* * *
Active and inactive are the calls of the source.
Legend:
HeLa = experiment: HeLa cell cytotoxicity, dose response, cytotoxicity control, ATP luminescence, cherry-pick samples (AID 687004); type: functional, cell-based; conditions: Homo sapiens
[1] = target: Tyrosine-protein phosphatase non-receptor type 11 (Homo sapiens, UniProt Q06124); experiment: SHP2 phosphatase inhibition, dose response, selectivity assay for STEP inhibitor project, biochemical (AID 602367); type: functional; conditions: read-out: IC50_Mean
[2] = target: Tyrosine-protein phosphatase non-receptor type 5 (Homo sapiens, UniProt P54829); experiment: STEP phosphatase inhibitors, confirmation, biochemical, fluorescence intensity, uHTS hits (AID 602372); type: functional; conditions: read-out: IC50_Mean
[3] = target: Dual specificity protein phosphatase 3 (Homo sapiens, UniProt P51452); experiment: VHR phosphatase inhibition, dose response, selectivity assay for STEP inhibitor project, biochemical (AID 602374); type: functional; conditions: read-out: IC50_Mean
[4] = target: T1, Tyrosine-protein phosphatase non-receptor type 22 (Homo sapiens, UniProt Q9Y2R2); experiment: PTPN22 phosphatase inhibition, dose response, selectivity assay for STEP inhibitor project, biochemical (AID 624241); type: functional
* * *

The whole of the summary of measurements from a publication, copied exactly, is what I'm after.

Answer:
Active and inactive are the calls of the source.
Legend:
HeLa = experiment: HeLa cell cytotoxicity, dose response, cytotoxicity control, ATP luminescence, cherry-pick samples (AID 687004); type: functional, cell-based; conditions: Homo sapiens
[1] = target: Tyrosine-protein phosphatase non-receptor type 11 (Homo sapiens, UniProt Q06124); experiment: SHP2 phosphatase inhibition, dose response, selectivity assay for STEP inhibitor project, biochemical (AID 602367); type: functional; conditions: read-out: IC50_Mean
[2] = target: Tyrosine-protein phosphatase non-receptor type 5 (Homo sapiens, UniProt P54829); experiment: STEP phosphatase inhibitors, confirmation, biochemical, fluorescence intensity, uHTS hits (AID 602372); type: functional; conditions: read-out: IC50_Mean
[3] = target: Dual specificity protein phosphatase 3 (Homo sapiens, UniProt P51452); experiment: VHR phosphatase inhibition, dose response, selectivity assay for STEP inhibitor project, biochemical (AID 602374); type: functional; conditions: read-out: IC50_Mean
[4] = target: T1, Tyrosine-protein phosphatase non-receptor type 22 (Homo sapiens, UniProt Q9Y2R2); experiment: PTPN22 phosphatase inhibition, dose response, selectivity assay for STEP inhibitor project, biochemical (AID 624241); type: functional